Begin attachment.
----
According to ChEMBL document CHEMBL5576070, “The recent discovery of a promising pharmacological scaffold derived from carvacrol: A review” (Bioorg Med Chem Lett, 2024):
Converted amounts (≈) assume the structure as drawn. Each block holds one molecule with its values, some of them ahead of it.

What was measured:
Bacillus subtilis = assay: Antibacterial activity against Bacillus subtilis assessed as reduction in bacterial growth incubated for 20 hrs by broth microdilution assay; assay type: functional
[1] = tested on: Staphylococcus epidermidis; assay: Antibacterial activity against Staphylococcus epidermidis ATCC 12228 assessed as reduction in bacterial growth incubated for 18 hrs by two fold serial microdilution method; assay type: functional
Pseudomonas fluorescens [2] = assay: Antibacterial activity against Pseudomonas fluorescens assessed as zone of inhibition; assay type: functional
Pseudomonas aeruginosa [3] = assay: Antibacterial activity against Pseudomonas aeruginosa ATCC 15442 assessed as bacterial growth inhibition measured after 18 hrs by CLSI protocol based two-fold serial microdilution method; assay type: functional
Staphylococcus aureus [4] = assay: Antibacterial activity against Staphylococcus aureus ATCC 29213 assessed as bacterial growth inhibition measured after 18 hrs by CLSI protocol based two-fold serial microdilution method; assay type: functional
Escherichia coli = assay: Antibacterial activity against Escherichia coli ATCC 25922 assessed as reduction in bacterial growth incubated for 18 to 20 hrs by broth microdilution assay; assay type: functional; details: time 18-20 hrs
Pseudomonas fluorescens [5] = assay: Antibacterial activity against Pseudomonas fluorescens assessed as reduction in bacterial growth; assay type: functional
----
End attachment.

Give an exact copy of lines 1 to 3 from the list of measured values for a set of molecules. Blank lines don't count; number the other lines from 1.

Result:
According to ChEMBL document CHEMBL5576070, “The recent discovery of a promising pharmacological scaffold derived from carvacrol: A review” (Bioorg Med Chem Lett, 2024):
Converted amounts (≈) assume the structure as drawn. Each block holds one molecule with its values, some of them ahead of it.

What was measured: